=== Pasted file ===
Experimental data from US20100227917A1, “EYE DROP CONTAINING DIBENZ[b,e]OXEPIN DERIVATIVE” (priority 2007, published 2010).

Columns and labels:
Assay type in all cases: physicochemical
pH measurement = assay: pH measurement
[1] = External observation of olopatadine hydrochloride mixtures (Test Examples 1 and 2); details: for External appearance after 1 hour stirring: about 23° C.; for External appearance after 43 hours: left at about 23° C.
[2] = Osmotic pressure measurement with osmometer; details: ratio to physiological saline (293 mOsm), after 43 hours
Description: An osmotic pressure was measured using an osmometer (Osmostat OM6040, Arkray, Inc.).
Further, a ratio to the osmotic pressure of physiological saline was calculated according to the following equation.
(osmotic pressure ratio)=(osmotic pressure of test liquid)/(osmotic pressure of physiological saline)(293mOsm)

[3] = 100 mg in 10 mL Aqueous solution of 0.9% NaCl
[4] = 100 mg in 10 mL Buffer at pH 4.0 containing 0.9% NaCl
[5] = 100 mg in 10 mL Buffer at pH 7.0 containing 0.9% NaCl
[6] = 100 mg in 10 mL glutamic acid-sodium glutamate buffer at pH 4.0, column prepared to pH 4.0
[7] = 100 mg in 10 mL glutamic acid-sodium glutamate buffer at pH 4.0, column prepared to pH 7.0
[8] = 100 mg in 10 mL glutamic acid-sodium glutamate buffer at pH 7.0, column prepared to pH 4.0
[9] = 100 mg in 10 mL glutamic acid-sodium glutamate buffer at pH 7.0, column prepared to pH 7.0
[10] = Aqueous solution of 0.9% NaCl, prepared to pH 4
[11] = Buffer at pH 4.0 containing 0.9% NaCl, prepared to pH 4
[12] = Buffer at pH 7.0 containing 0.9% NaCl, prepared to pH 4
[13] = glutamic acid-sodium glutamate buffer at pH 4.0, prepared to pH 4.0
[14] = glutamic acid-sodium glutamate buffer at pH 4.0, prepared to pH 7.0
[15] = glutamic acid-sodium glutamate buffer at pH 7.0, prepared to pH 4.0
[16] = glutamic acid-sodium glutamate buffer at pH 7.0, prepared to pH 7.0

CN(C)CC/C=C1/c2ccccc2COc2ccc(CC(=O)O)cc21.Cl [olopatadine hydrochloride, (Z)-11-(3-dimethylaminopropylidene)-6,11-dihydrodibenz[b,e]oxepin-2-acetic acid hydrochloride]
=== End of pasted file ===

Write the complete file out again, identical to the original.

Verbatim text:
Experimental data from US20100227917A1, “EYE DROP CONTAINING DIBENZ[b,e]OXEPIN DERIVATIVE” (priority 2007, published 2010).

Columns and labels:
Assay type in all cases: physicochemical
pH measurement = assay: pH measurement
[1] = External observation of olopatadine hydrochloride mixtures (Test Examples 1 and 2); details: for External appearance after 1 hour stirring: about 23° C.; for External appearance after 43 hours: left at about 23° C.
[2] = Osmotic pressure measurement with osmometer; details: ratio to physiological saline (293 mOsm), after 43 hours
Description: An osmotic pressure was measured using an osmometer (Osmostat OM6040, Arkray, Inc.).
Further, a ratio to the osmotic pressure of physiological saline was calculated according to the following equation.
(osmotic pressure ratio)=(osmotic pressure of test liquid)/(osmotic pressure of physiological saline)(293mOsm)

[3] = 100 mg in 10 mL Aqueous solution of 0.9% NaCl
[4] = 100 mg in 10 mL Buffer at pH 4.0 containing 0.9% NaCl
[5] = 100 mg in 10 mL Buffer at pH 7.0 containing 0.9% NaCl
[6] = 100 mg in 10 mL glutamic acid-sodium glutamate buffer at pH 4.0, column prepared to pH 4.0
[7] = 100 mg in 10 mL glutamic acid-sodium glutamate buffer at pH 4.0, column prepared to pH 7.0
[8] = 100 mg in 10 mL glutamic acid-sodium glutamate buffer at pH 7.0, column prepared to pH 4.0
[9] = 100 mg in 10 mL glutamic acid-sodium glutamate buffer at pH 7.0, column prepared to pH 7.0
[10] = Aqueous solution of 0.9% NaCl, prepared to pH 4
[11] = Buffer at pH 4.0 containing 0.9% NaCl, prepared to pH 4
[12] = Buffer at pH 7.0 containing 0.9% NaCl, prepared to pH 4
[13] = glutamic acid-sodium glutamate buffer at pH 4.0, prepared to pH 4.0
[14] = glutamic acid-sodium glutamate buffer at pH 4.0, prepared to pH 7.0
[15] = glutamic acid-sodium glutamate buffer at pH 7.0, prepared to pH 4.0
[16] = glutamic acid-sodium glutamate buffer at pH 7.0, prepared to pH 7.0

CN(C)CC/C=C1/c2ccccc2COc2ccc(CC(=O)O)cc21.Cl [olopatadine hydrochloride, (Z)-11-(3-dimethylaminopropylidene)-6,11-dihydrodibenz[b,e]oxepin-2-acetic acid hydrochloride]